I mentioned this over in the P1 ZOG discussion, but thought it would be relevant here, especially since I've updated the P2 ZOG interpreter to optionally use the XBYTE mechanism. It seems to be working well, and gives a nice performance bump (around 20-30%, depending on the application). I've attached a .zip file with my sources here; they're also checked in to https://github.com/totalspectrum/zog
. (*Edit*: the .zip file is removed, please see the git repository for current sources).
A few things of interest I found in the process of doing the port:
(1) The interpreter has some kind of weird I/O bug if XBYTE is enabled -- the newlib fflush() function seems to trigger a stack corruption. It only happens in XBYTE mode, which is odd. My suspicion is that there's a timing related bug in my code, but I haven't been able to track it down. For now I've worked around it by using my own simple_printf.c to print results.
(2) The software multiply routine (basically the one Heater and Lonesock did for the P1 ZOG) is often slightly faster than the CORDIC one. It depends on the magnitude of the inputs.
(3) There are a lot of features on P2 that help interpreters, and they can make a big difference. I think the biggest helpers were streaming the opcodes from RAM (XBYTE does this automatically, of course, but on my way to XBYTE I had an intermediate step that used RDFAST) and using the LUT to hold the opcode table. XBYTE itself is pretty nice too, of course.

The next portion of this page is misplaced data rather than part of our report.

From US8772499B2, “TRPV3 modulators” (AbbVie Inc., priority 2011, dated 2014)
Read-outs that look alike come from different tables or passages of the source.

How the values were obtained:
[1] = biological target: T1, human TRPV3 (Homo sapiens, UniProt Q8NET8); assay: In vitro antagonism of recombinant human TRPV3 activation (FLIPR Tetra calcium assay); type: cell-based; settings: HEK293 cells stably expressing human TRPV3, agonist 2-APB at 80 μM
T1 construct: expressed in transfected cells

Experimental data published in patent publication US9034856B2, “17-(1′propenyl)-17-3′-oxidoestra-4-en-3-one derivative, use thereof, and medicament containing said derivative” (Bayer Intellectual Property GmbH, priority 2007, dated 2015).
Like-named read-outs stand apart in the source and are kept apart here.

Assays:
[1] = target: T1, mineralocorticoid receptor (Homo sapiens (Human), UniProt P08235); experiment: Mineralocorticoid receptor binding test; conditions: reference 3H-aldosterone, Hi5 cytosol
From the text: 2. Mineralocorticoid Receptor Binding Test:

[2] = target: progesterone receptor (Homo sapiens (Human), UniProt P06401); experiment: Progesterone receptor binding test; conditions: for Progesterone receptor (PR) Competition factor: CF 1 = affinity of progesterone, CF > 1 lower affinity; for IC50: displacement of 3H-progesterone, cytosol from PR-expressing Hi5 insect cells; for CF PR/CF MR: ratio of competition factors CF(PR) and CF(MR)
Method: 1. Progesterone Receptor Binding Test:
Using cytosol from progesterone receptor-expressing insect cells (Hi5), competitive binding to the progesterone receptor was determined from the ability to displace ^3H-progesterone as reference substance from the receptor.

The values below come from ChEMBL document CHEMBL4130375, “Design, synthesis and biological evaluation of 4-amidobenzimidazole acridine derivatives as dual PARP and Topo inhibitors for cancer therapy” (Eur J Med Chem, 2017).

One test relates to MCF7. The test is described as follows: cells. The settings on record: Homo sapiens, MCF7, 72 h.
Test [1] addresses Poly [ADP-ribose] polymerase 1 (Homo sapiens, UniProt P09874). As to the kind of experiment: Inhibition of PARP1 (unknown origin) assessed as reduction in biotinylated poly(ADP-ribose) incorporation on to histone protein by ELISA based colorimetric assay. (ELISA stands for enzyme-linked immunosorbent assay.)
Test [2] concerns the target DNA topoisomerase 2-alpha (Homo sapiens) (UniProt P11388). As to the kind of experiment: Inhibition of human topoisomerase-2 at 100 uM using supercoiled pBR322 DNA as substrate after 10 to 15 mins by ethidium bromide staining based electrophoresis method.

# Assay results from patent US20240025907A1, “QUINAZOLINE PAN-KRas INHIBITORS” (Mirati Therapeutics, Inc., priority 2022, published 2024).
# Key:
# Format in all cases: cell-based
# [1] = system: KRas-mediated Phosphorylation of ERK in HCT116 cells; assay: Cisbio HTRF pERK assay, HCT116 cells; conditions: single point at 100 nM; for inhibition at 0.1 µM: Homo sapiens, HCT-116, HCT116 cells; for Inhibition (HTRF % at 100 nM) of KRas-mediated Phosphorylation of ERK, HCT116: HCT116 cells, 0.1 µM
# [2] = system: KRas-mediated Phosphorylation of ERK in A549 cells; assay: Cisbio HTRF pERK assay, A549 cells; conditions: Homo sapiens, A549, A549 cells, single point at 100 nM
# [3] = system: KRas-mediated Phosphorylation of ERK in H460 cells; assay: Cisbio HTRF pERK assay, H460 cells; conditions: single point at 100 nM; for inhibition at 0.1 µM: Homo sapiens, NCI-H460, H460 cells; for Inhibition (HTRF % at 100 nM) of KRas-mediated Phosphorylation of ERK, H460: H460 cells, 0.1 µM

(4) The performance even with XBYTE is still a lot slower than native code. For xxtea, for example, the native (fastspin compiled) version takes 18327 cycles to do xxtea decode, whereas the XBYTE zog_p2 takes 186556 cycles. Tuning the bytecode to the architecture will probably make a big difference, but ultimately I think a register based virtual machine will outperform a stack based one -- the HUB memory definitely becomes a bottleneck.